Amy Coney Barrett Refuses To Say If Climate Change Is Real

Trump’s Supreme Court pick says it’s “a contentious matter of public debate” that she can’t discuss. Except it’s science.

Amy Coney Barrett has dodged Democrats’ questions all week on policy matters during her Senate Judiciary Committee confirmation hearing. But on Wednesday, President Donald Trump’s Supreme Court nominee took it a step further and refused to discuss whether climate change is real.

Sen. Kamala Harris of California, a committee member and Joe Biden’s running mate on the Democratic presidential ticket, asked Barrett if she believed in other scientifically proven facts before bringing up climate change.

“Do you accept that COVID-19 is infectious?” Harris asked.

“Yes, I do accept that COVID-19 is infectious,” Barrett said with a chuckle. “That’s something of which I feel we can say, we take judicial notice of it. It’s an obvious fact, yes.”

“Do you accept that smoking causes cancer?” Harris continued.

“I’m not sure exactly where you’re going with this,” Barrett replied. “Yes, every package of cigarettes warns that smoking causes cancer.”

“Do you believe climate change is happening and threatening the air we breathe and water we drink?” asked Harris.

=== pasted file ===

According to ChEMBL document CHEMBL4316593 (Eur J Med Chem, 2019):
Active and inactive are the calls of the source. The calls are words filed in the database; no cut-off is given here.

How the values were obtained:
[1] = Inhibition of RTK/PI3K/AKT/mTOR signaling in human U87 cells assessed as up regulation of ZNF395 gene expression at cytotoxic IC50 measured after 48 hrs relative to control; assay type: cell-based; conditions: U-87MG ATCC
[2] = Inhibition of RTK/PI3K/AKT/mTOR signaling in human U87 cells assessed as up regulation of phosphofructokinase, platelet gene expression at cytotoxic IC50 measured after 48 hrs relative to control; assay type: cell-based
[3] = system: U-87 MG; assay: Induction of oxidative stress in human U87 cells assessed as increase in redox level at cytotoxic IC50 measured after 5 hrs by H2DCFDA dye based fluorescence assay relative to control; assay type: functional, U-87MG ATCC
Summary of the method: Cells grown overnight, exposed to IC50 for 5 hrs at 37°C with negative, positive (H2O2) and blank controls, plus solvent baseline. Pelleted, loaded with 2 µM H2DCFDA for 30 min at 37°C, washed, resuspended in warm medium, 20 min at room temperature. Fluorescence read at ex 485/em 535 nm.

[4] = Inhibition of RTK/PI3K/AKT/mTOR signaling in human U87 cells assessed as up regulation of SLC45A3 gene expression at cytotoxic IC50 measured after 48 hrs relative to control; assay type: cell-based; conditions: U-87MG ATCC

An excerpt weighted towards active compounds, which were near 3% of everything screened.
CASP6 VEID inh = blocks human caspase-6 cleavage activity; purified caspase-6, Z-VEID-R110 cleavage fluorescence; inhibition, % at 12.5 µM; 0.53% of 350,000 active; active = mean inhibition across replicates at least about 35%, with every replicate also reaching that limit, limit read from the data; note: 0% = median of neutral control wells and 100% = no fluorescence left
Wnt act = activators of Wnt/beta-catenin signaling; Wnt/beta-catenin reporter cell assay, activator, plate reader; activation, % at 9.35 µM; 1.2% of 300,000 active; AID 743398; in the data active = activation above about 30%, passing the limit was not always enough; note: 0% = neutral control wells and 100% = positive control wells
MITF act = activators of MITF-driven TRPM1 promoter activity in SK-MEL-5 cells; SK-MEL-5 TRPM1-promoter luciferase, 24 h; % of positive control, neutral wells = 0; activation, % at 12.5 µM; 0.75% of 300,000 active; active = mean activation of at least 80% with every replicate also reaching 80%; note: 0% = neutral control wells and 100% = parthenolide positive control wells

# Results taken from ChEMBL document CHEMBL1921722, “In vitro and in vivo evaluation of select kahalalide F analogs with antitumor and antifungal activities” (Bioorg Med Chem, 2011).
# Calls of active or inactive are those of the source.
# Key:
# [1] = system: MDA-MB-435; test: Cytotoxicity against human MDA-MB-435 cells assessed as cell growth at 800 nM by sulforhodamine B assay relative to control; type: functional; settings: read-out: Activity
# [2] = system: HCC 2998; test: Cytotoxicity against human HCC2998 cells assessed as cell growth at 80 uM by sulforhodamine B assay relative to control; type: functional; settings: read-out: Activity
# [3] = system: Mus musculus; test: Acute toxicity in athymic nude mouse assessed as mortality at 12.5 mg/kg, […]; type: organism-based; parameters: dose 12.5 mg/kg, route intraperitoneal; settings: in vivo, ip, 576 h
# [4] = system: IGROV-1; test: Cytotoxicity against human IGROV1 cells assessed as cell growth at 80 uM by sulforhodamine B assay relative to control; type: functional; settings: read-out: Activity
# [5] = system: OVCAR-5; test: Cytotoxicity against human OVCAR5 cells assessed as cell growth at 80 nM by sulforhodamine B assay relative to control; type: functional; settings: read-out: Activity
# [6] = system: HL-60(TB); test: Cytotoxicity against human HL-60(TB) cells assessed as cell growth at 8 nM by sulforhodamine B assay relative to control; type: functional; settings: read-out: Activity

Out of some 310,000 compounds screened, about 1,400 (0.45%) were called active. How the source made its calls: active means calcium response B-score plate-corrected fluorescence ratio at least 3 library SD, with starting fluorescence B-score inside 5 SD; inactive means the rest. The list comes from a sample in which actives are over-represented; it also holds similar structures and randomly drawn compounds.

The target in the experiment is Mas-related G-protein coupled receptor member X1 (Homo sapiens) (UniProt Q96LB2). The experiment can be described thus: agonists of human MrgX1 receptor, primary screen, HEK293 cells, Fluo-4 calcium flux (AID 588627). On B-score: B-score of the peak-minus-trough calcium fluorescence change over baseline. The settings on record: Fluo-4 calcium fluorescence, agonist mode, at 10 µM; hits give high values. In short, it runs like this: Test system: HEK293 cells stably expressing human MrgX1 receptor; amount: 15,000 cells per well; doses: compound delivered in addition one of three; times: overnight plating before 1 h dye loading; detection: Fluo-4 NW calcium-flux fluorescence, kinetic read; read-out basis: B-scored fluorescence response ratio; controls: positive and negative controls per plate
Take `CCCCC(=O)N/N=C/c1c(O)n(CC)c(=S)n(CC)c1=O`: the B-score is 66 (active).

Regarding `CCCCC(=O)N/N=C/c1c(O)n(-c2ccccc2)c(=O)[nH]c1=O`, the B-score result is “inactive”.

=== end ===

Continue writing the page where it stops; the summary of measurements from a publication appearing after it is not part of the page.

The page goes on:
That’s when Barrett balked.

“You have asked me a series of questions that are completely uncontroversial, like whether COVID-19 is infectious, whether smoking causes cancer, and then trying to analogize that to elicit an opinion from me that is on a very contentious matter of public debate,” she said. “I will not do that.”

Barrett continued, “I will not express a view on a matter of public policy, especially one that is politically controversial, because that’s inconsistent with the judicial role.”

Climate change itself is not a policy matter ― how do deal with it is. Nor should it be viewed as controversial. As spelled out on NASA’s climate change website for children, it is happening and the primary cause is greenhouse gas emissions from cars, power plants and other human-made sources.

NASA scientists track the planet’s surface warming, and many of the past 20 years have been the warmest on record. A group of 1,300 scientific experts from around the world has concluded a more than 95% probability exists that human activities over the past 50 years have contributed to this warming.

Harris let Barrett’s refusal to comment on climate change speak for itself.

“You’ve made your point clear that you believe it’s a debatable point,” she said.

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